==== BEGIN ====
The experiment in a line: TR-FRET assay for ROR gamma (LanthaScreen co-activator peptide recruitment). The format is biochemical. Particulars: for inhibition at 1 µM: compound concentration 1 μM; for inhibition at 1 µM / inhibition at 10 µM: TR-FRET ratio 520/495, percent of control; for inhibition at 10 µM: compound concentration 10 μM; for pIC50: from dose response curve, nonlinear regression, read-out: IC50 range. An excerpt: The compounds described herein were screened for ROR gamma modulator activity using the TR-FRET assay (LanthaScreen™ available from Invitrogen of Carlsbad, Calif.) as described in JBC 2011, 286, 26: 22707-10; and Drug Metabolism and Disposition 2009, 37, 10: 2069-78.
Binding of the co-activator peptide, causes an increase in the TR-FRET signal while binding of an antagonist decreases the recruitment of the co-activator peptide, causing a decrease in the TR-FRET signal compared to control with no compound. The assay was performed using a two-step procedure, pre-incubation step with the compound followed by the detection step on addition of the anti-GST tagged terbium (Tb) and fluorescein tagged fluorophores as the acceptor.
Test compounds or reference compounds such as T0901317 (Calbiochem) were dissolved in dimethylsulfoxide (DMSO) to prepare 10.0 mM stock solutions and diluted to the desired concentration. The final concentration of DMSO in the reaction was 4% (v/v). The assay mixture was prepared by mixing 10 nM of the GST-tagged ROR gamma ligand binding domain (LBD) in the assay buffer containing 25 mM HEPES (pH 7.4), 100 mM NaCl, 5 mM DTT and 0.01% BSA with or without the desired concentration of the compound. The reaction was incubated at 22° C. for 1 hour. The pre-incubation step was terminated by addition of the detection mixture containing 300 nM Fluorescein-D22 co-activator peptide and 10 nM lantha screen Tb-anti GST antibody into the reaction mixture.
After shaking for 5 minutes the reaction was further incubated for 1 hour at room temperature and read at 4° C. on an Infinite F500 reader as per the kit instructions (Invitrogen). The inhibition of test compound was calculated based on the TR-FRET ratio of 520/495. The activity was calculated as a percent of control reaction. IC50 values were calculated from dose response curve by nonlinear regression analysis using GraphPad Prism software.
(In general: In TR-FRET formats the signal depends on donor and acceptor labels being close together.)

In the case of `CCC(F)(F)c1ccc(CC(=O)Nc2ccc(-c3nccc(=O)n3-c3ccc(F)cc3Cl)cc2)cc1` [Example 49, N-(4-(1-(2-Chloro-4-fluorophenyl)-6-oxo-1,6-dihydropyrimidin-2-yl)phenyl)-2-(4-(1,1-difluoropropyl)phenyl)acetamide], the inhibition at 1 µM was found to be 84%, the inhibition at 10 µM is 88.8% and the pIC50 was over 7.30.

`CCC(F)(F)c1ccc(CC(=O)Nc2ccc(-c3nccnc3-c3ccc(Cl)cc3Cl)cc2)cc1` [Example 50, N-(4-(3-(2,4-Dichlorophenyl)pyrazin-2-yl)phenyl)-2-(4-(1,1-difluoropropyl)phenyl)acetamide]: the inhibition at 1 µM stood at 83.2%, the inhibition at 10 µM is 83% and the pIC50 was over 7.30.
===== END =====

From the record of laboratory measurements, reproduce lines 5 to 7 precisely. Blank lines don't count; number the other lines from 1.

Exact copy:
(In general: In TR-FRET formats the signal depends on donor and acceptor labels being close together.)

In the case of `CCC(F)(F)c1ccc(CC(=O)Nc2ccc(-c3nccc(=O)n3-c3ccc(F)cc3Cl)cc2)cc1` [Example 49, N-(4-(1-(2-Chloro-4-fluorophenyl)-6-oxo-1,6-dihydropyrimidin-2-yl)phenyl)-2-(4-(1,1-difluoropropyl)phenyl)acetamide], the inhibition at 1 µM was found to be 84%, the inhibition at 10 µM is 88.8% and the pIC50 was over 7.30.

`CCC(F)(F)c1ccc(CC(=O)Nc2ccc(-c3nccnc3-c3ccc(Cl)cc3Cl)cc2)cc1` [Example 50, N-(4-(3-(2,4-Dichlorophenyl)pyrazin-2-yl)phenyl)-2-(4-(1,1-difluoropropyl)phenyl)acetamide]: the inhibition at 1 µM stood at 83.2%, the inhibition at 10 µM is 83% and the pIC50 was over 7.30.